Summary and Extensions
In this paper I cited the Bernoulli Principle as the popular explanation for lift, despite its requirements for incompressible flow (constant density), and no flow motivation. I reviewed popular textbook applications of the Bernoulli Principle to lift.
I also proposed an alternative explanation, based on Radial Momentum. I developed a mathematics for this theory to give quantitative answers to questions about lift.
I presented the results from experiments with three different types of apparatus to show how Radial Momentum provides a workable and consistent explanation for lift in these cases.
Numerous other situations involving lift present opportunities for study, such as balls sticking in funnels, balls suspended in vacuum cleaner exhaust streams, curving balls in baseball, strips of paper rising to meet air streams above them, perfume atomizers, and airplane wings. Each of these situations could bear investigation to determine how the lift effects actually arise.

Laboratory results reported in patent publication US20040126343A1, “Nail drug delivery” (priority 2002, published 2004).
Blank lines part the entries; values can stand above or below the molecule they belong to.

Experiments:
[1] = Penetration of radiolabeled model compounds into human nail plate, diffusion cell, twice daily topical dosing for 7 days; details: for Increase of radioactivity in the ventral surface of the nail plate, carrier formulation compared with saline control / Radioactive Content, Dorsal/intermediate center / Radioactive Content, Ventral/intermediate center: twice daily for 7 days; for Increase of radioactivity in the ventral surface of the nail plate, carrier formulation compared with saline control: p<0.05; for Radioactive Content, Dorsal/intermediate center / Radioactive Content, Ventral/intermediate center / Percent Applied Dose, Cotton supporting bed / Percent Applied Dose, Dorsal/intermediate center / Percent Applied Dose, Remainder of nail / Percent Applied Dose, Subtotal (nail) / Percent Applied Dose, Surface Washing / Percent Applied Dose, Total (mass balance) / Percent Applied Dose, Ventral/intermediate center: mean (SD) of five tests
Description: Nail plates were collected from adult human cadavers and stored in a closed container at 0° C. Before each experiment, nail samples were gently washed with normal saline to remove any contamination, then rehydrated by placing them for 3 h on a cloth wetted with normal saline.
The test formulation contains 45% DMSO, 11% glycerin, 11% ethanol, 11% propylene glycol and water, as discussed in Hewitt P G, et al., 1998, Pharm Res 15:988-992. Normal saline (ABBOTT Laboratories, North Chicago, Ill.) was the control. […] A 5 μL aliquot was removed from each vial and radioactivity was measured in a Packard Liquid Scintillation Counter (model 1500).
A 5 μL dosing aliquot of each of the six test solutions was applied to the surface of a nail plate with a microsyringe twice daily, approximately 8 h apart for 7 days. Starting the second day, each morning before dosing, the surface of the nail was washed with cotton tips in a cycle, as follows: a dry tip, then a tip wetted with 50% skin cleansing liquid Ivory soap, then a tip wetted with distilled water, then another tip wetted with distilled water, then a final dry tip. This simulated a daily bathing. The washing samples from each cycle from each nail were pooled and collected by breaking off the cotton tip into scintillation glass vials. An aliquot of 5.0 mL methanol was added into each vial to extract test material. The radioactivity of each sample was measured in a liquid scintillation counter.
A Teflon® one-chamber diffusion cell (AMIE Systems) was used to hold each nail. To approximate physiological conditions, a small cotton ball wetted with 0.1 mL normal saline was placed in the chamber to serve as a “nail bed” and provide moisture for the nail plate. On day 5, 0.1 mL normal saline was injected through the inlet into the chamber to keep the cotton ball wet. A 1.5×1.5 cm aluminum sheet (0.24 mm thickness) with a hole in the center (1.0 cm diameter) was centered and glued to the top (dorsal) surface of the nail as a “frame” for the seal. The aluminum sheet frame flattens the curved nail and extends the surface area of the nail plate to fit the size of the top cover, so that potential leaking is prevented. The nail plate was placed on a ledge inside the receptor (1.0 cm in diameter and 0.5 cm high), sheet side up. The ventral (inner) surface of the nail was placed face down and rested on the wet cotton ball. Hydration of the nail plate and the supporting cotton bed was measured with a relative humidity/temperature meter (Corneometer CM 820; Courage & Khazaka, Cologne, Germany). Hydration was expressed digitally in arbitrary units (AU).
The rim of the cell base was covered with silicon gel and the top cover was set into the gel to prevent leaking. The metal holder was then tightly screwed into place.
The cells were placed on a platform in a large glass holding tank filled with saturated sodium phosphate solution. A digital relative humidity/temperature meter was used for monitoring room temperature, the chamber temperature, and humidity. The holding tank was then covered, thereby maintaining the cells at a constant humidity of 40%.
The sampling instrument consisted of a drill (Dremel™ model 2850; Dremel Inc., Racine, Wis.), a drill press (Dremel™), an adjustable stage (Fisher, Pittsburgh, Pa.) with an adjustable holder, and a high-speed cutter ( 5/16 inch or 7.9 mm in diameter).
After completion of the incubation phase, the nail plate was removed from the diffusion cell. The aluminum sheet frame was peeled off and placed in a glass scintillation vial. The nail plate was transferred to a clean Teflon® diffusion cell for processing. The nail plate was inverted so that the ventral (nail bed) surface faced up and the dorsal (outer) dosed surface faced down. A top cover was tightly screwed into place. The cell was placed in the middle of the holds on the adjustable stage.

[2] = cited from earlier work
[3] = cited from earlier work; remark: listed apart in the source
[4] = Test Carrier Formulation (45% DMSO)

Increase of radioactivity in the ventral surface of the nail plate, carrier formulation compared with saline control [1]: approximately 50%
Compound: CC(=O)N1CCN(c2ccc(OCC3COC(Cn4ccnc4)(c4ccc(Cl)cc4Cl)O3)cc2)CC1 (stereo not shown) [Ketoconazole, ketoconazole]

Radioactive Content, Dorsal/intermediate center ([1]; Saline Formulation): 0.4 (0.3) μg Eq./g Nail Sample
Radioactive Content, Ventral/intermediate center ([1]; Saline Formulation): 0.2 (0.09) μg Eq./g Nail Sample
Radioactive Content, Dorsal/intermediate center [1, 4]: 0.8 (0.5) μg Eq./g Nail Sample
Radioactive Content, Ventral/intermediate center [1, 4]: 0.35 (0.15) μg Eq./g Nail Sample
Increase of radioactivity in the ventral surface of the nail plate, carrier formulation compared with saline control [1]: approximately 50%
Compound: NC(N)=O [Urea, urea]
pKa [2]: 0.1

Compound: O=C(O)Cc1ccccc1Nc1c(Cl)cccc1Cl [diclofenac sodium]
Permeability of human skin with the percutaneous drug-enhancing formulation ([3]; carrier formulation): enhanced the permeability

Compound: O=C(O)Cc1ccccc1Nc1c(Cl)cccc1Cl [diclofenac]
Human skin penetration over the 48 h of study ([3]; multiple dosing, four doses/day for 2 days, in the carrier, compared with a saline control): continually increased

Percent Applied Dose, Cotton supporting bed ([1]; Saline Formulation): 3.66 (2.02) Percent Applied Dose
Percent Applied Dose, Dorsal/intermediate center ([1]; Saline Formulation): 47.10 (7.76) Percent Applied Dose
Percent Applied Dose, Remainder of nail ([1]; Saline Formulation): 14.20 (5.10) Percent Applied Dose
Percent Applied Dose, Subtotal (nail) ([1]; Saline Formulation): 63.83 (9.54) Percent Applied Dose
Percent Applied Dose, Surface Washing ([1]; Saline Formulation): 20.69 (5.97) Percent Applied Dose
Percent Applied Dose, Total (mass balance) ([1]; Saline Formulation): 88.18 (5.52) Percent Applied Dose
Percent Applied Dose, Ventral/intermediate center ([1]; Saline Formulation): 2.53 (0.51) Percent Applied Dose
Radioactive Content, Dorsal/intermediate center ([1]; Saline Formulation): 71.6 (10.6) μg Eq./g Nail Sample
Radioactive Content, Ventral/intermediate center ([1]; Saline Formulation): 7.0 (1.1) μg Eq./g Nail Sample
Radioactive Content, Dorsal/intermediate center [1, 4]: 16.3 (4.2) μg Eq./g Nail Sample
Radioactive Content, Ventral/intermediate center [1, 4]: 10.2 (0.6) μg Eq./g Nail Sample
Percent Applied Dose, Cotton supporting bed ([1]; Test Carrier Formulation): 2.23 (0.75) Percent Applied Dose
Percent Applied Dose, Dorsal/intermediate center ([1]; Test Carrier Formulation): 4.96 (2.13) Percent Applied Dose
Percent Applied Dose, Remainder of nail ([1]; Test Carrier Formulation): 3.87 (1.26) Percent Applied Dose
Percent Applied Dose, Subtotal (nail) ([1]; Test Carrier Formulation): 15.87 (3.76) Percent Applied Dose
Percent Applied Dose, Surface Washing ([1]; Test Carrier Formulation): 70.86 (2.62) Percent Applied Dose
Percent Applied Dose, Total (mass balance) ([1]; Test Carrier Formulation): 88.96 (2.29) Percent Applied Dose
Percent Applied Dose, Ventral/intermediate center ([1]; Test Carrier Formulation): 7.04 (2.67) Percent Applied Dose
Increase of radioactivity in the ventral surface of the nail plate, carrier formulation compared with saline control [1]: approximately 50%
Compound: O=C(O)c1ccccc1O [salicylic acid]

I developed a model to display the behavior of key variables between the plates of the levitator. A thorough presentation and defense of this model is outside the scope of this work. The model is basically a system of integral equations, arranged according to a method of Euler, who was, incidentally, a contemporary of Bernoulli. This approach rarely appears in standard fluid dynamics textbooks and the formulations and overall model design might seem foreign to classically-trained fluid dynamic practitioners. I know of no other way, using standard analytics, to obtain a simulation such as appears in this paper and would suggest extending this methodology as a valuable tool with which to explore fluid dynamics situations.